Pupils make history in hamper marathon
12:04pm Monday 23rd December 2013 in News
YOUNG people at Bolton School proved they are more than a match for Lord Alan Sugar after helping to create 600 hampers for needy families this Christmas.
Sixth-formers were asked by Bolton-based Urban Outreach to raise enough money to buy 600 Christmas puddings and 600 variety packs of biscuits for the hampers — in just three weeks.
It is the first time so many hampers have been put together at once.
Twenty teenagers divided into two teams and swapped the classroom for the boardroom to come up with money-making ideas.
They appeared on local radio asking for support, organised fundraising activities in school, negotiated with retail giants and the night before the deadline busked outside Bolton railway station.
Katie Devine, aged 16, said: “I volunteered to take part because it was about helping people, which I wanted to do.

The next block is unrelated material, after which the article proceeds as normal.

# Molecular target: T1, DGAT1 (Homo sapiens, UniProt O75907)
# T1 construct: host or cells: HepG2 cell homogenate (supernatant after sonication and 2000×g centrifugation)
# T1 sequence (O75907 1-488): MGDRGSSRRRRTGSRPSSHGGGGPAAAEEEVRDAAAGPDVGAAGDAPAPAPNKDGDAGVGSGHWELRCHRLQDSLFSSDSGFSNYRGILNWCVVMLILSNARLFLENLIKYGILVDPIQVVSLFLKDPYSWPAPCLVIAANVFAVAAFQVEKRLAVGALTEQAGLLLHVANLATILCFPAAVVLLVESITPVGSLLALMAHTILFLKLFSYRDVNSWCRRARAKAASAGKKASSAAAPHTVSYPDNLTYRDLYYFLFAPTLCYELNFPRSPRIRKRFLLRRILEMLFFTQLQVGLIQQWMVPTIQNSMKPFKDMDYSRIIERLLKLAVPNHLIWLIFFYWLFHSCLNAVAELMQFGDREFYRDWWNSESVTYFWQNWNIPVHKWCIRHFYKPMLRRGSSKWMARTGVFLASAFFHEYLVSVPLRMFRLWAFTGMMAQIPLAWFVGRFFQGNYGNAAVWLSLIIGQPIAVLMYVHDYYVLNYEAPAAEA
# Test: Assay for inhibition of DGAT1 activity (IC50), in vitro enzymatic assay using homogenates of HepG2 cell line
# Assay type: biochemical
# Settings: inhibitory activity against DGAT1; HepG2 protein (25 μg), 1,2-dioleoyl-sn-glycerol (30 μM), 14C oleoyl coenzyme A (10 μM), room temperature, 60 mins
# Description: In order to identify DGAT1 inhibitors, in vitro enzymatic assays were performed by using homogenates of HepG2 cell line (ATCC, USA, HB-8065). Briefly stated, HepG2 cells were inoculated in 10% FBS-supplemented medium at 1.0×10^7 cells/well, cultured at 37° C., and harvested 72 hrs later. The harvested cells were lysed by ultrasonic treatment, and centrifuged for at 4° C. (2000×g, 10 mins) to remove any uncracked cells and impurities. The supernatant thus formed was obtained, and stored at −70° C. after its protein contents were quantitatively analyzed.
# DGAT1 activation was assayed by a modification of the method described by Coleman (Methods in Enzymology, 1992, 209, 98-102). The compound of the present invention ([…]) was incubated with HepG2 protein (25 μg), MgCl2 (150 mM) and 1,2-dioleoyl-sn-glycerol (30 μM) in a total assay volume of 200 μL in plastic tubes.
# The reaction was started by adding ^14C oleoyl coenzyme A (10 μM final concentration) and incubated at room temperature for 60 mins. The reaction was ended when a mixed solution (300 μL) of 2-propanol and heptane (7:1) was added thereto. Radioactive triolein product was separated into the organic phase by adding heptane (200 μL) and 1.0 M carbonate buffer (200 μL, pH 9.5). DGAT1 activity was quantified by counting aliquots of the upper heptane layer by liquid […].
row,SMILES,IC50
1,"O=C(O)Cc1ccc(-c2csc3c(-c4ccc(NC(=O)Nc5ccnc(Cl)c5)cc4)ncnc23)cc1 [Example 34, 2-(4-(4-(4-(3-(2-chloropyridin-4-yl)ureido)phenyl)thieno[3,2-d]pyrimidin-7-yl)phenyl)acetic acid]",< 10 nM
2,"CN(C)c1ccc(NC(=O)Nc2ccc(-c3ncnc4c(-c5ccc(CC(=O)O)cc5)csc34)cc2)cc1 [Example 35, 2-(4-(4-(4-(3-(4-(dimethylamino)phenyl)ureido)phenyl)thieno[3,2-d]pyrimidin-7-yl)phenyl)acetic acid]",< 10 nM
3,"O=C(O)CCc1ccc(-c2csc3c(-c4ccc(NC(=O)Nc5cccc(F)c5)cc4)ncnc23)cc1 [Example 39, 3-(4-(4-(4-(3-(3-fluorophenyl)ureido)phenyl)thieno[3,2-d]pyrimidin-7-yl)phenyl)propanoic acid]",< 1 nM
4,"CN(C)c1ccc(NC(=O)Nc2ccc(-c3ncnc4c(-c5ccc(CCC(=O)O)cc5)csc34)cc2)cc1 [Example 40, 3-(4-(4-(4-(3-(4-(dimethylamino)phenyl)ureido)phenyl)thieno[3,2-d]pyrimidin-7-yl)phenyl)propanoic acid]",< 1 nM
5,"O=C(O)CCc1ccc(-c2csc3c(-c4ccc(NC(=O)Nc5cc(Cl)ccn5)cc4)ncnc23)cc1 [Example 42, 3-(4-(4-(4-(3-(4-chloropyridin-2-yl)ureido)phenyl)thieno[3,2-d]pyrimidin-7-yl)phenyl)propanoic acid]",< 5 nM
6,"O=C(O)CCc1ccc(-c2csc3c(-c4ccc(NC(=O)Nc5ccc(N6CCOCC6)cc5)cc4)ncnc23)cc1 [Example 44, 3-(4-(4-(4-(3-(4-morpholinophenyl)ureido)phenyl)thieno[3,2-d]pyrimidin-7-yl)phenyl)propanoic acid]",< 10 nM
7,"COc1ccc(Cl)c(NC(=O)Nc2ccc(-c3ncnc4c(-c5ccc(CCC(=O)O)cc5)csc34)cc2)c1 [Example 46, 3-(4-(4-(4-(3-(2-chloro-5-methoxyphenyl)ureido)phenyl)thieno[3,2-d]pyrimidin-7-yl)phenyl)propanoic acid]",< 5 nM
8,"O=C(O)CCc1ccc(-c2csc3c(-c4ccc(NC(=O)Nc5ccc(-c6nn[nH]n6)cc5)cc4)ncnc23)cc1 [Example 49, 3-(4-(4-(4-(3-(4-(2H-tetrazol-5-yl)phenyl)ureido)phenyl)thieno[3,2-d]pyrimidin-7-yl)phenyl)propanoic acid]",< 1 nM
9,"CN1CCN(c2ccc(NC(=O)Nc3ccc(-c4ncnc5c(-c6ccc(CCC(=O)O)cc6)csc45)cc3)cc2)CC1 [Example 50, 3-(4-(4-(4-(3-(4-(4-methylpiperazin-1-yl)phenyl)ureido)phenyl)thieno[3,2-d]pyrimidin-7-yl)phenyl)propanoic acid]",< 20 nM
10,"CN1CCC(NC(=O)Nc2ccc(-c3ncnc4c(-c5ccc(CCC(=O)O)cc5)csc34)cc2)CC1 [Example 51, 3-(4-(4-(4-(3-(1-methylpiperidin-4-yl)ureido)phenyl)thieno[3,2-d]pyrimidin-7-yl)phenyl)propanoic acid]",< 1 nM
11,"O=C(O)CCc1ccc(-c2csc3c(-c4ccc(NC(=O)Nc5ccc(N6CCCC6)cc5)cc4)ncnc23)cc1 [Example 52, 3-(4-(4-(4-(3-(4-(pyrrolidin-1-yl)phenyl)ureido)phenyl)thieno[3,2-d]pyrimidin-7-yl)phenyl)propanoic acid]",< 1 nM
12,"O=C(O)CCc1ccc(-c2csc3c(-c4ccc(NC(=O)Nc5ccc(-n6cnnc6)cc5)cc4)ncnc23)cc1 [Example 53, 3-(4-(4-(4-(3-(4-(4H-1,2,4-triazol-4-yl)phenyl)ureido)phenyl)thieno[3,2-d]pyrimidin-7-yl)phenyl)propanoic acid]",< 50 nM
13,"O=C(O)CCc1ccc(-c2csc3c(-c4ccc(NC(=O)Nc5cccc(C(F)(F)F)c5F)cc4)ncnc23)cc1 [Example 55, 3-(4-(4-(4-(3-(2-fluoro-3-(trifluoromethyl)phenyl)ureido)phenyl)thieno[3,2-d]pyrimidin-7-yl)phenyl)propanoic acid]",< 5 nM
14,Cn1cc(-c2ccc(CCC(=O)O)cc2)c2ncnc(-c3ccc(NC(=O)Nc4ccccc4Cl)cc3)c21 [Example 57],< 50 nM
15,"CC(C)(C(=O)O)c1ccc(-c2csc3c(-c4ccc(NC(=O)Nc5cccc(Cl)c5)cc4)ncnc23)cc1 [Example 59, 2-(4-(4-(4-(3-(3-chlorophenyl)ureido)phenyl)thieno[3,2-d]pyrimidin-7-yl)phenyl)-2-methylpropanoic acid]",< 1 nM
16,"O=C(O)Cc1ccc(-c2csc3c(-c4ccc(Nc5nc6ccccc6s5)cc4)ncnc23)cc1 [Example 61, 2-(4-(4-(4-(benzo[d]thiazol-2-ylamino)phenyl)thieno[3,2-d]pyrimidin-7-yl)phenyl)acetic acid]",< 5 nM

“It was only afterwards I realised the enormity of the task. We had to be very organised but there were times when we were worried and I had a few sleepless nights.
“But we were determined to do it and made enough money from busking to get the remaining goods.”
Zoe Cockerill, aged 17, added: “We all pulled together and worked as a team.
“We were determined to do it because it was for such an important cause. The hampers will be delivered today by volunteers from the police, local churches and other organisations.
Dave Bagley, chief executive of Urban Outreach, said: “Bolton School has made history. It is the first time ever that so many hampers have been put together.
“I am extremely impressed and my van has never been so full!”
Sophie Entwistle, a teacher in Bolton School Girls’ Division and head of community action at the School, added: “I am so proud of the pupils. They have pulled out all the stops. I didn’t think we were going to quite make it, but the girls and boys convinced me we would do it. The students have been relentless in searching out the very best deals at supermarkets and have enjoyed the entrepreneurial aspect of the challenge.”
Comments are closed on this article.